Sun, 25 May 2003

Colonial history haunts mystery city of Semarang

Simon Marcus Gower, Contributor, Semarang

"This is a strange and scary place," says our guide, Heru. Walking around Semarang's notable architecture, we have arrived at a sad looking but once grand building.

Heru continues, "This is Lawang Sewu, the building that is supposed to have one thousand doors but nobody can say for sure exactly how many doors the building really has."

This sounds mysterious but apparently every time anybody has attempted to count the number of doors in the building, the final total is always different. Sometimes a little more than one thousand, sometimes less but never the same figures twice.

Some might put this down to simple human error and miscalculation but according to Heru it is one of the mysteries and supernatural aspects of this now derelict building. Numerous ghosts have apparently been seen wandering the building's balconies too, mostly taking the form of colonial Dutch figures.

Lawang Sewu was once an administrative center for the Dutch but now it is a sad, empty shell that is being left to fall down, so it seems. This is really sad because architecturally it is intriguing. Seeming to combine mosque-like Arabic elements with European colonial designs, its now derelict state creates a quite eerie sight with shattered windows, doors swinging in the breeze and lost grandeur pervading the whole site.

Similarly eerie are the tales of street people using the empty building for shelter only to never be seen again -- so the stories go. The uneasy spirits that reside at the site have apparently abducted them. Within the grounds of the building is a monument to Indonesians that fought off attacks from the Dutch, which reminds us of the battles that have been fought in and around Semarang.

Indeed it is possible to believe that Semarang would be home to many "uneasy spirits" because it has a history that at times has been quite bloody.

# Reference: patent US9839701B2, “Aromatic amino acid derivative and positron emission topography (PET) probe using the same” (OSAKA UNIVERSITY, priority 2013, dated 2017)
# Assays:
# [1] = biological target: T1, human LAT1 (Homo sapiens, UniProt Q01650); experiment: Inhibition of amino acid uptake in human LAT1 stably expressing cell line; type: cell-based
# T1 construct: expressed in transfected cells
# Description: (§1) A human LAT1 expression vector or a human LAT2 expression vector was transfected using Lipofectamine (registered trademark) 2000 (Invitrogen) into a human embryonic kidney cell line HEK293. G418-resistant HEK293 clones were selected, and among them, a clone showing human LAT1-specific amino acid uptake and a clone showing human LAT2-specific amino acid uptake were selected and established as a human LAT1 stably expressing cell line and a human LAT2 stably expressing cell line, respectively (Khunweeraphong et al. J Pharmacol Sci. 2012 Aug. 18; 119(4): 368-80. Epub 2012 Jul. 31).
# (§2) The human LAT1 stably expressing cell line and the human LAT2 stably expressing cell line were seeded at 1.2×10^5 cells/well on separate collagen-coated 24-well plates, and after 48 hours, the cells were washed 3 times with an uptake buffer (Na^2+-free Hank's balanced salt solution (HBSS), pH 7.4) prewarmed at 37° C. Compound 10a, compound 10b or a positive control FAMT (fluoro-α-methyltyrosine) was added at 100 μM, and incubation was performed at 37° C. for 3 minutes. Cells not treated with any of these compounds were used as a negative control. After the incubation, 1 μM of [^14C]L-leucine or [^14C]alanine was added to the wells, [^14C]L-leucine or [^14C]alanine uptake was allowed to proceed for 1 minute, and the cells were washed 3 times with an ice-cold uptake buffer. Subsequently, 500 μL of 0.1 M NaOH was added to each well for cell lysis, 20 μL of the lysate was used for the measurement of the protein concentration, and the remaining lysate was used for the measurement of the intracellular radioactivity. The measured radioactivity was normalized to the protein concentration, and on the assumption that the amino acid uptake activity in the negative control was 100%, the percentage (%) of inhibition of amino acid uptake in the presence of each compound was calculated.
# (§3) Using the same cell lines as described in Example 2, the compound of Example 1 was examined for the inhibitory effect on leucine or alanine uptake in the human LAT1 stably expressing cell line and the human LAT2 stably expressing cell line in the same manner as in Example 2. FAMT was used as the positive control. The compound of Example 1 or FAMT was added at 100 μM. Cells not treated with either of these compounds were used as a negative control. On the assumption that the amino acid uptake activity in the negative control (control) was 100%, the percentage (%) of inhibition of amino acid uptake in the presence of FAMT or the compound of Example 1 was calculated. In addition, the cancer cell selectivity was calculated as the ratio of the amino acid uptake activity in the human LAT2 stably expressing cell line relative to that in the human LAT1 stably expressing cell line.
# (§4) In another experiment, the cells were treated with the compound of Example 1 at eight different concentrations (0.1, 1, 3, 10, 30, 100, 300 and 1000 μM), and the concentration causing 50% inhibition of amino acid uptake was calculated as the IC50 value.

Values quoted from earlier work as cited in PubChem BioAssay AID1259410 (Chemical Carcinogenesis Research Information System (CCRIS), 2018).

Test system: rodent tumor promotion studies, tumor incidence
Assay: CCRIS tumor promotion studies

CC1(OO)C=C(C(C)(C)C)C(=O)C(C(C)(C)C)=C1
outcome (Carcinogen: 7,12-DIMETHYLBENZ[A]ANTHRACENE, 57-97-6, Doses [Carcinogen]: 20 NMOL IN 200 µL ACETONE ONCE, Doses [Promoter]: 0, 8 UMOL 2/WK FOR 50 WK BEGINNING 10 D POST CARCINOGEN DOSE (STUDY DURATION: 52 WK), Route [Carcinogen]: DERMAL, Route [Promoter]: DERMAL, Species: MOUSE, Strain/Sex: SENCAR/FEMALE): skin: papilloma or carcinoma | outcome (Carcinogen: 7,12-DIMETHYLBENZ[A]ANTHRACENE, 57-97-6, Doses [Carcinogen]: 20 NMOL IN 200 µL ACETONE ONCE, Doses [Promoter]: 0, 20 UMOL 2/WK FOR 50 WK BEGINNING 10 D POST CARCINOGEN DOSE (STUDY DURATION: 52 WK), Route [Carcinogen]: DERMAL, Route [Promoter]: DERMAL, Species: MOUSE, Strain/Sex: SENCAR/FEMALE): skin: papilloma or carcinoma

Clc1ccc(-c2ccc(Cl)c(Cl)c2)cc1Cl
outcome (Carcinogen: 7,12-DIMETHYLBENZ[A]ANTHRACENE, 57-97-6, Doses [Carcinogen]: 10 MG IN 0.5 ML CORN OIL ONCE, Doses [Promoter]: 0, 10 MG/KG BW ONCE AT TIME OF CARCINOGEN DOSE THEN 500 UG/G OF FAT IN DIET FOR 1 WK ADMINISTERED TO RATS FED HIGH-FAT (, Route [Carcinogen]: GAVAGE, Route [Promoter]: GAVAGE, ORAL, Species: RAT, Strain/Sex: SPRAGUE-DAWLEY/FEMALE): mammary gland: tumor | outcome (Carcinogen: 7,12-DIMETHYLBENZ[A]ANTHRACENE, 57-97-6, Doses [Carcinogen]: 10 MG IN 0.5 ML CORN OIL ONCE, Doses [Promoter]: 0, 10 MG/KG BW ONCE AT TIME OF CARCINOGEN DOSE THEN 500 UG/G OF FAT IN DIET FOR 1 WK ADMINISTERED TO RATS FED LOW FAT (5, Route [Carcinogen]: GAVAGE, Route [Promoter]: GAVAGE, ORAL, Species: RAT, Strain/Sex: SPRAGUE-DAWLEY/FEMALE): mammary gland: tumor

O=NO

The city is one of Indonesia's oldest. Established by the Mataram kingdom, it was the Mataram king Amangkurat I that first tried to hand-over control of the city to the Dutch in 1677. But the people of Semarang were not so passive and resisted for around 30 years.

Only after much conflict did the colonial powers manage to quell the rebellious Semarang population.

About 30 years after that, another series of bloody events shook Semarang. In 1741, in retaliation for the murders of Chinese people in Batavia (now Jakarta), the Chinese community of Semarang rose-up and attacked the Dutch. But the Dutch did not tolerate this, and with Madurese fighters as their allies they slaughtered a significant portion of the then resident Chinese population.

The Chinese community of Semarang did, however, survive this. To this day there is a significant Chinatown in the city that includes the oldest Chinese temple in Java -- Klenteng (Temple) Sam Poo Kong -- also known as Gedung Batu, that dates from 1772. Also, it is estimated that upwards of one-third of the city's more than one million total population is of Chinese extraction.

There are, also, some remarkable architectural survivors from Dutch times in the city but many of these are suffering a similar fate to that of Lawang Sewu.

Perhaps the finest example of Dutch colonial architecture, which is also surviving and in reasonable condition, is that of Gereja Blenduk (Domed Church).

It is immediately obvious why this church is named this when you see its brown dome shining in the brilliant Semarang sunlight.

Again, the depth of history is clear here because this church is the oldest in Central Java. When originally built in 1753, it must have had spacious surroundings but now the roads that cut close by its classical portico means that traffic noise can disturb the worshipers within the church. Inside there are only a few decorations, with a Baroque organ and the pulpit being about the most decorative and dominant items.

Generally, the church is rather solemn looking but again it is easy to imagine colonial spirits lingering in the building and occupying the simple church pews.